Credit Growth

Credit growth to the non-food sector shows encouraging signs of pick-up in the last few months. Recapitalization of Public Sector Banks may bolster credit flows further and ease their stressed assets situation.

CII Business Confidence Index

The Business Confidence Index (BCI) by Confederation of Indian Industry (CII), climbed up to 59.7 during October-December 2017 as against 58.3 in the previous quarter. This increase was a result of improvement in the perception regarding overall economic conditions and expectations of improved business situation post the recent disruptions which prompted companies to be optimistic about favourable economic growth in the future. The findings are part of CII’s 101st edition of quarterly Business Outlook Survey, based on around 200 responses from large, medium, small and micro firms, covering all regions of the country.

The recovery recorded in the index coupled with India’s sharp improvement in the Ease of Doing Business rankings (India jumped 30 places to 100) this year reinforces company perception that demand pick up is underway. Most of the respondents in the survey also believe that GST payments would become hassle-free by Q1 2018-19.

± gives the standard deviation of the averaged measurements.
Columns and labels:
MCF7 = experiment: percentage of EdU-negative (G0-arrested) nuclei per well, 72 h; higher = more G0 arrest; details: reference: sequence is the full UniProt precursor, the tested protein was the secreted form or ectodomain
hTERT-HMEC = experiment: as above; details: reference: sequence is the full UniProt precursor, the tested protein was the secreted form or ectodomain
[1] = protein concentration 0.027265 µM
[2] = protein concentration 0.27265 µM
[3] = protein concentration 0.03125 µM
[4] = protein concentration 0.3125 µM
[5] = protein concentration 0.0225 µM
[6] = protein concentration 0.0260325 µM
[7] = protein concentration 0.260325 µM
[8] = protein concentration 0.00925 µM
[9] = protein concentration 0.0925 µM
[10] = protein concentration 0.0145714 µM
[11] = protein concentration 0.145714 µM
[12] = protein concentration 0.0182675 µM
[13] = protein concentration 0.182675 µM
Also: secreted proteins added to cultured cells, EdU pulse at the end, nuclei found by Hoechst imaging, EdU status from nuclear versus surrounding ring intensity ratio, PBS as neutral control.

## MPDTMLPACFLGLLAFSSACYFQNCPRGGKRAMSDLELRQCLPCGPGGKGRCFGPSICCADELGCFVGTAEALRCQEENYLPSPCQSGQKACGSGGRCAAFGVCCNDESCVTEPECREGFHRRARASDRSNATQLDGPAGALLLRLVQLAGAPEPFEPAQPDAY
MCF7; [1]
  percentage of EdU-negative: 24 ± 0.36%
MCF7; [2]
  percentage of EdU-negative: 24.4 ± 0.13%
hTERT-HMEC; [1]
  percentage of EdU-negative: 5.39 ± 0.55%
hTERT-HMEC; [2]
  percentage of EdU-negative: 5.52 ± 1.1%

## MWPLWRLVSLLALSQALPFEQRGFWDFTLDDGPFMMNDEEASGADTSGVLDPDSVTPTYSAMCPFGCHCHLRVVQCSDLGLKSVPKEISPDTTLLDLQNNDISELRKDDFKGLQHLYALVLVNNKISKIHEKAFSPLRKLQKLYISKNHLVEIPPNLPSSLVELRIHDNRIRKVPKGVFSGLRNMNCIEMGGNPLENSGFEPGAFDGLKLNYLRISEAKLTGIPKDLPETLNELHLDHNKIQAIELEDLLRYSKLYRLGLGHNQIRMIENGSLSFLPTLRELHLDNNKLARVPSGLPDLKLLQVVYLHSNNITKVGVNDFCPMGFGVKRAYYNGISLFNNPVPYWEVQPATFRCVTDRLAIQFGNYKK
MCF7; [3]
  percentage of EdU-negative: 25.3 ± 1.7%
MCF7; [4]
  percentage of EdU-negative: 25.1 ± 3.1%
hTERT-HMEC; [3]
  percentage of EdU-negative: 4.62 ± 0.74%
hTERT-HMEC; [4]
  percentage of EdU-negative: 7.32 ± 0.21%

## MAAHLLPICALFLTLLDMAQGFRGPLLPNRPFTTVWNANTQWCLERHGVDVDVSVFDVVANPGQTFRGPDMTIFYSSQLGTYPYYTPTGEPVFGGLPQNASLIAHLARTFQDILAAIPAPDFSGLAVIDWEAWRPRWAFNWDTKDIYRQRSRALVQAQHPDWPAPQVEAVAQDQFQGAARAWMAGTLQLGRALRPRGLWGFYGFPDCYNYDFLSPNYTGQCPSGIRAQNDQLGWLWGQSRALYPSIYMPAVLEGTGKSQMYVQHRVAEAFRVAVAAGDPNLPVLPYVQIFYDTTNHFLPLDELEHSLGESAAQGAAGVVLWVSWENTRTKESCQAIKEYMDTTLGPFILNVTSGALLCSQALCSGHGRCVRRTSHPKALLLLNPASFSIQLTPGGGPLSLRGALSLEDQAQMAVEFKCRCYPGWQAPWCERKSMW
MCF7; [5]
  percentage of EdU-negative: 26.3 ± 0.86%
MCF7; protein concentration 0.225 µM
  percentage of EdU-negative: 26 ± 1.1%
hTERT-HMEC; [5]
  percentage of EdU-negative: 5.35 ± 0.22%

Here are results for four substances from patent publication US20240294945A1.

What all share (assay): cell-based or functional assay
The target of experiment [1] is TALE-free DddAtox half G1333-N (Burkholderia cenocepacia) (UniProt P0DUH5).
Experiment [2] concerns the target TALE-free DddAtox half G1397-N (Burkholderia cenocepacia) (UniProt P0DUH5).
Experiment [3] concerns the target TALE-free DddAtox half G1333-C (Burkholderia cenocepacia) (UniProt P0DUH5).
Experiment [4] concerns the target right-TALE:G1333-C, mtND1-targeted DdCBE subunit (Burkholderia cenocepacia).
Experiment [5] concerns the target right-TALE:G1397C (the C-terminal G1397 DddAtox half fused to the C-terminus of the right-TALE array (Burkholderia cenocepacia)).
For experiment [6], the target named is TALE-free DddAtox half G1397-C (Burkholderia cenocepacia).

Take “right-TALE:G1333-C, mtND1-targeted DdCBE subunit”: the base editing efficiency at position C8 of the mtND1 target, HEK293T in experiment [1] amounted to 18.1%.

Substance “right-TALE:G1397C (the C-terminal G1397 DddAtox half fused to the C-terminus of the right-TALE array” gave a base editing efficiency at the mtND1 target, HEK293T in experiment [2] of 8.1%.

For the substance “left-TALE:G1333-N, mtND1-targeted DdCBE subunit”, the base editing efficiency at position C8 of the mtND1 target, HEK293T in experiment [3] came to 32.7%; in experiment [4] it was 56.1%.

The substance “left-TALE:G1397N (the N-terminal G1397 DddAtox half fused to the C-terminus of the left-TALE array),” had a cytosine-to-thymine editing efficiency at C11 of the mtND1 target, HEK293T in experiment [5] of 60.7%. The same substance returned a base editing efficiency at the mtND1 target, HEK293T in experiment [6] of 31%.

Firms rated low domestic demand followed by high commodity prices as main concerns in CII’s Business Outlook Survey. Stepping up private investment remains a major macroeconomic challenge in the next year.

Inflationary pressures also remain a concern. Though food prices are likely to be contained on account of favourable monsoons, caution must be exercised as upside risks still remain in the form of implementation of farm loan waiver and 7th Pay Commission hand-outs.

India’s share in world exports is currently at 1.8%. Efforts to increase this figure by way of providing export credit to manufacturers, increasing the capital base of Export Credit Guarantee Scheme (ECGC), increasing subvention to 4% etc. must be undertaken.

The economy benefitted from increased foreign inflows during the latter half of 2017. While this is good news, efforts to contain further appreciation of the rupee should be in place as further strengthening may affect exports and job creation.

Bank credit growth hit a 20 year low in 2016-17 with Non-Performing Assets (NPAs) at 9.9%. India has been ranked fifth on the list of countries with highest NPAs. Though bank recapitalization efforts are underway, the economy needs to recover from the bad loan problem quickly for favourable economic growth in the future.

The infrastructure deficit is a major concern and infrastructure investment needs to be stepped up as currently it is not in par with the needs of the economy.

Other challenges for the economy include addressing infrastructural bottlenecks in the agricultural sector, investment in human resources to leverage the demographic dividend, increasing expenditure on education and healthcare sectors, and social security provision for the unorganized sector.

With on-going reforms that are beginning to positively impact the economy, CII is optimistic about Indian growth prospects in 2018. At the same time, policymakers need to be watchful and address the current macroeconomic challenges for a sustainable and fruitful recovery.

Source: CII Economy Matters (Nov Issue)

Share to...